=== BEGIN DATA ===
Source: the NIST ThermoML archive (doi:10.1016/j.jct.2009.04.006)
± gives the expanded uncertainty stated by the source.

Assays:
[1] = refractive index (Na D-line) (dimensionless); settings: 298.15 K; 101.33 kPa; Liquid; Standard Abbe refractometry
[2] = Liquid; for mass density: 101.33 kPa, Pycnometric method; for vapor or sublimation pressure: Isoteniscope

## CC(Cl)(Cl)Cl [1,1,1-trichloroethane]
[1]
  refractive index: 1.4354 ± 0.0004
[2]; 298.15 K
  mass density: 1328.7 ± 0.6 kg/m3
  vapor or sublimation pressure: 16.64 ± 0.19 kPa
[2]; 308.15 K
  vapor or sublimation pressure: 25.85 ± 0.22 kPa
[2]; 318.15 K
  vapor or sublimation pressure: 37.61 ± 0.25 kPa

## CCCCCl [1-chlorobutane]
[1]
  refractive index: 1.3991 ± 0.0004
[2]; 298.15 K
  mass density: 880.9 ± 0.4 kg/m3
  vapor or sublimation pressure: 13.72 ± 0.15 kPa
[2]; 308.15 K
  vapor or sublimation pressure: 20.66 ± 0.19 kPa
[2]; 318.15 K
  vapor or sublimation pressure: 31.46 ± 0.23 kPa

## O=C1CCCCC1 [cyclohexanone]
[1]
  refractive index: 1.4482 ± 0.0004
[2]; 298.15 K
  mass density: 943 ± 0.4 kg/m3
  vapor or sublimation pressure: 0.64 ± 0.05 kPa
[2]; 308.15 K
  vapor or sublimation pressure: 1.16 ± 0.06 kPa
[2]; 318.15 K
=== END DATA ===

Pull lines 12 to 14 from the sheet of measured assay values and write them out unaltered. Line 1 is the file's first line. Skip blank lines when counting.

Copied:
[2]; 308.15 K
  vapor or sublimation pressure: 25.85 ± 0.22 kPa
[2]; 318.15 K